Good-Bye My Friend: Grieving the Loss of a Pet by Mary and Herb Montgomery

Pet Loss & Human Bereavement by Kay and Herbert Nieburg

Pet Loss and Children: Establishing a Health Foundation by Cheri Barton Ross


Call Centers
For people who would rather reach out to another person and talk about their feelings, call centers are staffed by several veterinary medical schools around the country and provide immediate support and advice.

217-244-2273 (CARE) or 877-394-2273 (CARE) 

508-839-7966


Counseling and Support Groups
Sometimes being in a group of people who are experiencing similar circumstances helps grieving pet owners through the mourning process. There are several support groups located nationwide offering weekly meetings.
Bide-A-Wee Foundation


Thursday, May 12, 2016

5 Signs of Wellness in Dogs

By Dr. Danielle Bernal 

Our pets can’t talk to us, so how do we know when they’re feeling their best? This is often a topic pet parents grapple with, and like people, our pets’ wellbeing is directly impacted by what they eat. Many pet parents know to look for diets filled with natural, quality proteins, fruits and vegetables, but we’re also starting to see a stronger interest in grain-free recipes. So why grain-free?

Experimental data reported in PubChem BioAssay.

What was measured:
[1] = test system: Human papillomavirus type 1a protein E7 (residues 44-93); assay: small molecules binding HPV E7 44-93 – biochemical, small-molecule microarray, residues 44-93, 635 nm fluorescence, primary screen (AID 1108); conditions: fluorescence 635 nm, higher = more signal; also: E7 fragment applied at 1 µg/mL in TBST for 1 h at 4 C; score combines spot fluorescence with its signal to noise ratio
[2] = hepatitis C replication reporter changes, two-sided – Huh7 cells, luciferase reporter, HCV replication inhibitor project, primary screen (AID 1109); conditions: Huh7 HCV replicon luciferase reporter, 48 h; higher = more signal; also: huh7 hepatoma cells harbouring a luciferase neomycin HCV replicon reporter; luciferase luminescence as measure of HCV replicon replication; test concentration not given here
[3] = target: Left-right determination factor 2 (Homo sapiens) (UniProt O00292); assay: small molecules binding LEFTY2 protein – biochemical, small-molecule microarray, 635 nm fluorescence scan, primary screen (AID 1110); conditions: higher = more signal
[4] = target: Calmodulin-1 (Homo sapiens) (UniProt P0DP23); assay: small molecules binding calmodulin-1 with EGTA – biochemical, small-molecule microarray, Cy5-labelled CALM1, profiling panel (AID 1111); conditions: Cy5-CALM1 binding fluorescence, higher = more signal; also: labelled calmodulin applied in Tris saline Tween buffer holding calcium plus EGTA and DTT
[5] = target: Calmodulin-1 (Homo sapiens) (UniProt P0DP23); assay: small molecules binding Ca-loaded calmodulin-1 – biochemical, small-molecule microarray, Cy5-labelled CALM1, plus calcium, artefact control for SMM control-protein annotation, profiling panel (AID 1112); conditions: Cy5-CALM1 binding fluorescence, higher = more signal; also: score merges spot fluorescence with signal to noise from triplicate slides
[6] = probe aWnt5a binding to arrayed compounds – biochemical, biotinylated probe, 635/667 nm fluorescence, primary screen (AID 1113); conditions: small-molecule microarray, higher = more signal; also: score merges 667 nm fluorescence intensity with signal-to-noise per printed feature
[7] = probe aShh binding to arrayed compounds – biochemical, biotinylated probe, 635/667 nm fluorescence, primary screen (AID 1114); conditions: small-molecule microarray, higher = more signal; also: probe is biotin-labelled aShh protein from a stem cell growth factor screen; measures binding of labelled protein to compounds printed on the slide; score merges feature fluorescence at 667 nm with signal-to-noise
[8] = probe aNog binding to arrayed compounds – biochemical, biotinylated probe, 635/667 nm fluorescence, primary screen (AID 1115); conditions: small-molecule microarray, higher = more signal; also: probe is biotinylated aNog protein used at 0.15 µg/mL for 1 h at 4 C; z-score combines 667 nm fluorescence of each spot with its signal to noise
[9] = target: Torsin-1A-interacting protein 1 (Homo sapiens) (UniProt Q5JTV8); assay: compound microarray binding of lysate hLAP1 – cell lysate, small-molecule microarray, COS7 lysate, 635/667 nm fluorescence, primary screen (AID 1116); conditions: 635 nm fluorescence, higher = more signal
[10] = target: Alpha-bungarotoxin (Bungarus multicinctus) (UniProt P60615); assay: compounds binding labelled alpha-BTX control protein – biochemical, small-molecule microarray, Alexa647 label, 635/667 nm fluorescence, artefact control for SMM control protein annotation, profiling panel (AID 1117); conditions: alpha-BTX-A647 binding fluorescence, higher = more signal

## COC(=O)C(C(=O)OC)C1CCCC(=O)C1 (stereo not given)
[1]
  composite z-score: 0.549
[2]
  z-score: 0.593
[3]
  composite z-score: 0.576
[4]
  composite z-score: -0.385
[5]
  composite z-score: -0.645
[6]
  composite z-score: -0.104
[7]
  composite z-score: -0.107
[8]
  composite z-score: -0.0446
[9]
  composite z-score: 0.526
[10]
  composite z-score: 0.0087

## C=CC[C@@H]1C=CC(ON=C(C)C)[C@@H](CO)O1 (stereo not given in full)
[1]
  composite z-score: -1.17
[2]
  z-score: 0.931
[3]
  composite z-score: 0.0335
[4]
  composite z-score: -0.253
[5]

Better Ingredients: Wellness Grain-Free recipes have higher protein and healthy carbohydrates, which include chickpeas, lentils, peas and potatoes – all great sources and moderate GIs for sustained energy as well as providing valuable vitamins and minerals in a natural format. No grains means there are more protein-rich ingredients pets love and need for an active lifestyle, enriched with whole fruits, vegetables and botanicals to create a satisfying and easily-digested meal that supports health from head to tail.

Food Sensitivities: The most common reason vets recommend grain-free diets for certain cats and dogs is because like us, our furry companions can experience “food intolerance” and “food allergy.” Food intolerance refers to a gastrointestinal response triggered by certain ingredients. For instance, a dog with a sensitive stomach may not be able to tolerate certain ingredients (like grains) that then lead to diarrhea, vomiting or irritable bowel. A food allergy refers to an immune response to a particular ingredient in food that can cause itching, scratching, hot spots, hair loss, ear and eye secretions, or excessive licking.